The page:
388001 Understanding Adsorbate-Specific Photocatalysis on Metal Surfaces

Tuesday, November 18, 2014: 1:58 PM
307 (Hilton Atlanta)
Talin Avanesian, Matthew Kale and Phillip Christopher, Department of Chemical and Environmental Engineering, University of California, Riverside, Riverside, CA

Visible photon excitation of catalytic metal surfaces has been proposed as a potential approach for inducing selective chemical reactions that are difficult to achieve using thermal energy. This approach relies on the selective deposition of photon energy into the activation of targeted adsorbate-metal bonds. Laser photo-excitation has been used for many years to induce chemical reactions on metal surfaces; however the mechanism underlying the photon-induced reactivity is still not well understood. Particularly, there is no understanding of how the efficiency of photon-induced chemical reactivity is impacted by the nature of the adsorbate-metal bond, which is critical to understand approaches to controlling selectivity.

 In this work we combine dynamical models of the processes of metal substrate photo-excitation and charge transfer induced activation of adsorbate-metal bonds to understand the impact of the adsorbate-metal bond nature, temperature, illumination intensity and wavelength on the potential for controlling selectivity through photo-excitation of metal catalysts. We have employed an extended two-temperature model (ETTM) to describe the dynamics of non-equilibrium electron distribution in photo-excited metal substrates. The coupling between energetic electrons in the metal and adsorbate electronic states is treated using a first principles inelastic electron scattering model recently developed by Schiøtz1. By integrating the two approaches we can calculate the temporal evolution of the system after laser excitation and understand the impact of wavelength on the efficiency of chemical reactions.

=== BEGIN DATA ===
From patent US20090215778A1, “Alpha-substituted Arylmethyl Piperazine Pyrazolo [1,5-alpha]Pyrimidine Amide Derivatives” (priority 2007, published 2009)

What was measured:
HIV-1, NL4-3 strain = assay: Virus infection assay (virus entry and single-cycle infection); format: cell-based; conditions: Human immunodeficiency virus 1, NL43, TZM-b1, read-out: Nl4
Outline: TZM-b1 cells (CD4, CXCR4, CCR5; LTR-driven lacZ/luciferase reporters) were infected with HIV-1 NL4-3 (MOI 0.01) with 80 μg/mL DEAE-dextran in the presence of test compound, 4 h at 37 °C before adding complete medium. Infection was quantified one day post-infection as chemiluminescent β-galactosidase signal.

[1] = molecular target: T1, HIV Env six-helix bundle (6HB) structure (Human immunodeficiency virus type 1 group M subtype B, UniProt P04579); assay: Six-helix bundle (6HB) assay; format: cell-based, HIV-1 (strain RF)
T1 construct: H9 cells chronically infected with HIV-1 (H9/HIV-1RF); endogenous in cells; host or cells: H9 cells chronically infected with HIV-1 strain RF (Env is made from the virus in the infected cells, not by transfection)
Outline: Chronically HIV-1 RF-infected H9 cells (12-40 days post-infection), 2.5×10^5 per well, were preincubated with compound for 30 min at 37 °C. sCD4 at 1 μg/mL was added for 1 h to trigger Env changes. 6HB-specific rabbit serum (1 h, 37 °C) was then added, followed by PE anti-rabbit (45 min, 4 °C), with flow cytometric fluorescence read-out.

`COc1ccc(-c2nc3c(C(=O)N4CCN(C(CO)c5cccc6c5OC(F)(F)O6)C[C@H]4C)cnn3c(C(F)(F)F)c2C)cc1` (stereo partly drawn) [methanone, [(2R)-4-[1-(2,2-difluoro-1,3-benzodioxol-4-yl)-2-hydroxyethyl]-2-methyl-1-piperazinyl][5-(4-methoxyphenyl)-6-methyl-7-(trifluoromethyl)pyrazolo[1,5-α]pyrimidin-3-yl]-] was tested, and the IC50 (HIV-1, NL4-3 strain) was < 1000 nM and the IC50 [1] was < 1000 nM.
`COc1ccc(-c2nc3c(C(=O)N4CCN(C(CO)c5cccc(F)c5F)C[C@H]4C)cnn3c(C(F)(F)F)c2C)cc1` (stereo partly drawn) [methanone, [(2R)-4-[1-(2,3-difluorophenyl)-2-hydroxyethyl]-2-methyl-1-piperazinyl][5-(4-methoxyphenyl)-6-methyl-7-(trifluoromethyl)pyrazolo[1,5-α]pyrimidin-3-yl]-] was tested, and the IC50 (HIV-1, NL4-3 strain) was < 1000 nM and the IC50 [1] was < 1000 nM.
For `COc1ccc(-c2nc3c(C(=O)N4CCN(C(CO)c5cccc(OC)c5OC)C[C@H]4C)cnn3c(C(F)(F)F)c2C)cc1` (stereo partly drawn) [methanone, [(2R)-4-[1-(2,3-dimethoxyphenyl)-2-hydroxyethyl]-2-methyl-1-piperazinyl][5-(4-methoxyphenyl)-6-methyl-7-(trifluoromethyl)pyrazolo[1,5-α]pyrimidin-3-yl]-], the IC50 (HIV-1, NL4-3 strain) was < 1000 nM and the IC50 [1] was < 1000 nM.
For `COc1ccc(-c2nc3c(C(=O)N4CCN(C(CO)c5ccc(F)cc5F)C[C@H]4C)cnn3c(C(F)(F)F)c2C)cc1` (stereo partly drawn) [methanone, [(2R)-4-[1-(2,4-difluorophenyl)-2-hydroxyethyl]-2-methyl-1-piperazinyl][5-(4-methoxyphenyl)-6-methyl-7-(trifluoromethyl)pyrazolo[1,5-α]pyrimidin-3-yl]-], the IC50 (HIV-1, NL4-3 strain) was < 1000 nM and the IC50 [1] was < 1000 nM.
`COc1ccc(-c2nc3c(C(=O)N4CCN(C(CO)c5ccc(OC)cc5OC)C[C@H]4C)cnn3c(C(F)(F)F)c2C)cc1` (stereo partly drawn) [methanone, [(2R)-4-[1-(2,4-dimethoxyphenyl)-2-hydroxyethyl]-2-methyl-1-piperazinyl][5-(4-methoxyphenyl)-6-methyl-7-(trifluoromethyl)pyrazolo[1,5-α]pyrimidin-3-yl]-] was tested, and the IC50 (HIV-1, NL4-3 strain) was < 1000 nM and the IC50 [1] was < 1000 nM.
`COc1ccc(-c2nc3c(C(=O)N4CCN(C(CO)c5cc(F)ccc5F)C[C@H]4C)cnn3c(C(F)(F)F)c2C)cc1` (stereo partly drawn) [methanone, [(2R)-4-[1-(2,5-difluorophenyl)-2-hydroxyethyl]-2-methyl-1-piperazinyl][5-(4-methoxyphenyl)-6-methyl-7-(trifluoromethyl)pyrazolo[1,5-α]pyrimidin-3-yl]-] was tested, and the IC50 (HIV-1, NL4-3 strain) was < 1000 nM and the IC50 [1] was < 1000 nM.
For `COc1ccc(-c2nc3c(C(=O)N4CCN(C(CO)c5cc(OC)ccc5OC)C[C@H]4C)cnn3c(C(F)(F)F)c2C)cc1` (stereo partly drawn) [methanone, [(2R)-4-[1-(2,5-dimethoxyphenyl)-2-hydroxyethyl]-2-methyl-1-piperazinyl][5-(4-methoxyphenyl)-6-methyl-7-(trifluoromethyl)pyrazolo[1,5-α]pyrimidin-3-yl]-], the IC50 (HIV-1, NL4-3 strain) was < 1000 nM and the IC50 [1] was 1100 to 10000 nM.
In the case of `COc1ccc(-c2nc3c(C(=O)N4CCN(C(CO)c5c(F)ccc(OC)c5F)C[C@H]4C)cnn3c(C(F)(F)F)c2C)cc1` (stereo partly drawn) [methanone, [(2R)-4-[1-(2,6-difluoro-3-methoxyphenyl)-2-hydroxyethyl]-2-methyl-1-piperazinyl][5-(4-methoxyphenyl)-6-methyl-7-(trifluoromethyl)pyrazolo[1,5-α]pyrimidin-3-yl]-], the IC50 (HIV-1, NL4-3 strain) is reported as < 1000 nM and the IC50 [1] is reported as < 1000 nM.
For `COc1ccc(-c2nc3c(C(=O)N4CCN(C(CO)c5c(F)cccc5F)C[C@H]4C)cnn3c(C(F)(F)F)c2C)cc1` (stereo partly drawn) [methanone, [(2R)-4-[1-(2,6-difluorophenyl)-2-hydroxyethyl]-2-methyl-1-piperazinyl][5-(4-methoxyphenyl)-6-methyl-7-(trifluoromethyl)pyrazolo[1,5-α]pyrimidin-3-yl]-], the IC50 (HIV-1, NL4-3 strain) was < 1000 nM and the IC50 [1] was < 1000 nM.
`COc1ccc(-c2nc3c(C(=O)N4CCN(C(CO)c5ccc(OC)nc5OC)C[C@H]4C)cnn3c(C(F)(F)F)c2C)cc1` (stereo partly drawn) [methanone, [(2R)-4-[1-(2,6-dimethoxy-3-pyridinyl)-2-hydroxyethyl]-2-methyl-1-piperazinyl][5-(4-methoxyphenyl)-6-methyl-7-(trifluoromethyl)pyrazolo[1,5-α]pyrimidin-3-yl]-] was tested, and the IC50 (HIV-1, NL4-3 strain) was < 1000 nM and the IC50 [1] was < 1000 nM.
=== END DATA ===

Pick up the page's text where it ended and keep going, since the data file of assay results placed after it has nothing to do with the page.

We specifically examined the activation of metal-adsorbate bonds formed between CO, NO and O and a Pt (111) surface. Our efforts have been aimed at answering debated mechanistic questions such as the role of non-thermalized electrons (those that do not fall within the Fermi-Dirac distribution) in driving reactions and the time scale of the elementary processes involved in the chemical reactions. We have also addressed the impact of temperature in the photocatalytic processes on metal surfaces. In all of these cases, we focus on how different adsorbate-metal bonds exhibit unique behavior. We are able to explain the previously observed adsorbate specific behavior in experimental studies and provide insights into approaches that could allow for control of selectivity through photo-excitation of heterogeneous metal catalysts. 


1-     Olsen, T., Gavnholt, J. & Schiøtz, J. Hot-electron-mediated desorption rates calculated from excited-state potential energy surfaces. Phys. Rev. B 79, 035403 (2009)

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